The Dead Poets’, Manual Writers’ and Pseudonym Authors’ Society

Julian Jersey’s job sucked, and on a particularly sucky day at the office things got so dull that he decided to summon a demon from another dimension.

You see, writing user instructions for cheap furniture and electronics was boring at the best of times (although it included several stimulating challenges including but not limited to formulating bullet-proof how-tos that deprived the customer of any and all legal claims if the worst should happen and somebody lost a finger. Or a hand. Or a reproductive organ), but ever since Rich Gimmons, the only person at the office not totally dull, was sacked after being sent to prison, it totally sucked. Sometimes this dull job of his became too much to handle even for such a master of daydreaming and distraction as himself.

Julian had actually even begun to suspect that nobody really read his work anyway. Sometimes he fancied himself in league with the great masters. Homer. Shakespeare. Franklin W. Dixon. Surely their contemporaries didn’t afford them heroic status during their lifetimes? The latter, even, he wasn’t totally sure was a real person. Well, the same could be said about the former. And Master William? He could as well be grouped in with the other two, as far as Julian was concerned. At least non-existent people didn’t have to suffer lousy jobs and lousy payment for lousy jobs. He sat sometimes looking out his twelfth story window, dreaming away to a time in the distant future when his work, too, was afforded the attention it deserved, and he himself was contemplated in the same way as scholars of his own time pondered the writers of The Iliad, Macbeth and The Hardy Boys.

That people of today didn’t seem to acknowledge and appreciate his masterly user instructions was of course only natural. For heroes and poets, after all, fame is a benefit that comes with death. Therefore he struggled on, making the best of the situation and even occasionally squeezing in small bits and pieces of verse in between the third and fourth steps of “How-to-Build-Billy-the-Shelf”. Nobody would read the crap in his lifetime, anyway.

The ritual he found on Google, and the demon came with a loud explosion in a puff of smoke and a nice symmetrical cardboard-box with its name printed in a tacky font across the front label. Julian eagerly tore open the box and started digging around in the compact mass of Styrofoam flakes that welled out of the package as soon as he opened the lids (he always wondered how the people at the packing department even managed to fit that much Styrofoam into boxes in the first place, because he never managed to fit it back in).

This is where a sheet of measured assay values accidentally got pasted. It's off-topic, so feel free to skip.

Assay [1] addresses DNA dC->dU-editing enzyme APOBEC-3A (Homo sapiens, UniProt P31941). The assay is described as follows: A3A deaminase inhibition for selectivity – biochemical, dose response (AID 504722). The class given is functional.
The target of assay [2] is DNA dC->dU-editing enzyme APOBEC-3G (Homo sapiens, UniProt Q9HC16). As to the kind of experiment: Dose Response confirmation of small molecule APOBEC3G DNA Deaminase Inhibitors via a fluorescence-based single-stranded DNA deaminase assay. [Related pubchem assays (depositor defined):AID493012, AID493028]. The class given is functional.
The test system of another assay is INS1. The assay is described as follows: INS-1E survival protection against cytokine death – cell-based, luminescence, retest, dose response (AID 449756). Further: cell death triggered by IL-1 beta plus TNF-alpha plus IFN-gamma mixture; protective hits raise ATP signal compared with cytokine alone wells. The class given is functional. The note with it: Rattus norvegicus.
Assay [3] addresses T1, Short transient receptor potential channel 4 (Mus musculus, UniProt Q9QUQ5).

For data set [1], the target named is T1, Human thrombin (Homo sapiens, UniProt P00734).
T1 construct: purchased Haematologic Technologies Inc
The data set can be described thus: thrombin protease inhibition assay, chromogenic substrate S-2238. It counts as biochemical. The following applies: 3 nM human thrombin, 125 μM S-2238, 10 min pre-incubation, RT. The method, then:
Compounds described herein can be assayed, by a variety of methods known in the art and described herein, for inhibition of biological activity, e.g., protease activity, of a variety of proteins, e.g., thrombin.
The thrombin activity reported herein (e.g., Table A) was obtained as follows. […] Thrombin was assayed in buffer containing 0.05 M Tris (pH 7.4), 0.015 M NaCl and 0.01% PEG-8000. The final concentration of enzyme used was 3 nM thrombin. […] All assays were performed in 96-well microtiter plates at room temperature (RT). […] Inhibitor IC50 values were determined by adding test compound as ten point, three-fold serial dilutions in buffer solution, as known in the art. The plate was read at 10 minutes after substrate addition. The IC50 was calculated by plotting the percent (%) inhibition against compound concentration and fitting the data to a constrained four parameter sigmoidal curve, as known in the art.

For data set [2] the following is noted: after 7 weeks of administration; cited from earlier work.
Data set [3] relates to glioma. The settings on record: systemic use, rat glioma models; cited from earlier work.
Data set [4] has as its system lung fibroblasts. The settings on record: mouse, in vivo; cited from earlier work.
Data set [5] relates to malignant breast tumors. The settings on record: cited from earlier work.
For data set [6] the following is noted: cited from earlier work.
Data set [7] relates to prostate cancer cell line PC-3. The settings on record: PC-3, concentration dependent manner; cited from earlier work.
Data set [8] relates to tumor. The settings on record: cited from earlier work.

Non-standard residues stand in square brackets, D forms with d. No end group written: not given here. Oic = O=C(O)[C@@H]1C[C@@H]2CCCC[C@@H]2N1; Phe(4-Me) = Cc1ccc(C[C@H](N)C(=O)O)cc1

One of his hands closed around a paper folder, the other around something small and furry. The flakes fell away, and he retrieved from the box some kind of manual, and a little hairy demon the size of his thumb. It grinned demonically at him, and he knew that this was the real deal. Sadly, the manual was written in some strange font that he couldn’t read – but what the heck, who read manuals anyway? He held the demon in one hand, and lifted the box with the other. More Styrofoam fell soundlessly to the floor. Shalyoo was the name written on it – along with more letters he couldn’t make out.

Schalyoo…”, he muttered to himself and glanced at the fluffy evilness in his right hand. It already seemed to have grown a little. Perhaps they came in travel size and expanded on unpacking? What an idea… The little creature looked back at him with a defiant grin. The next moment the door to Julian’s office swung open and his boss’ head poked inside.

He wanted to know what the fuck Julian was doing making all that noise. When he saw all the Styrofoam he raised his eyebrows, and when he laid eyes on the little creature from another dimension his expression turned into a rather even mixture between incredulity and fear. He wanted to know what the fuck that thing was as well. Julian answered conscientiously that he thought the creature’s name was Schalyoo, and that he had summoned it from Hell in a moment of boredom. Schalyoo itself, which had apparently been growing some more while Julian was talking to his boss and was now the size of his hand, soberly jumped up into the air and bit Julian’s boss’ head off.

The first emotion to strike Julian’s mind at this rather drastic turn of events was not, as might be assumed, fear and disgust at the limp body falling with a thump to the floor of his office and the blood gushing out of its severed neck. No, initially he was simply amazed that such a relatively small creature could fit a man’s entire head into its mouth and then swallow it whole. Then the full impact of what had transpired before his eyes struck him, and he fell to his knees and yelled “Schalyoo! No!”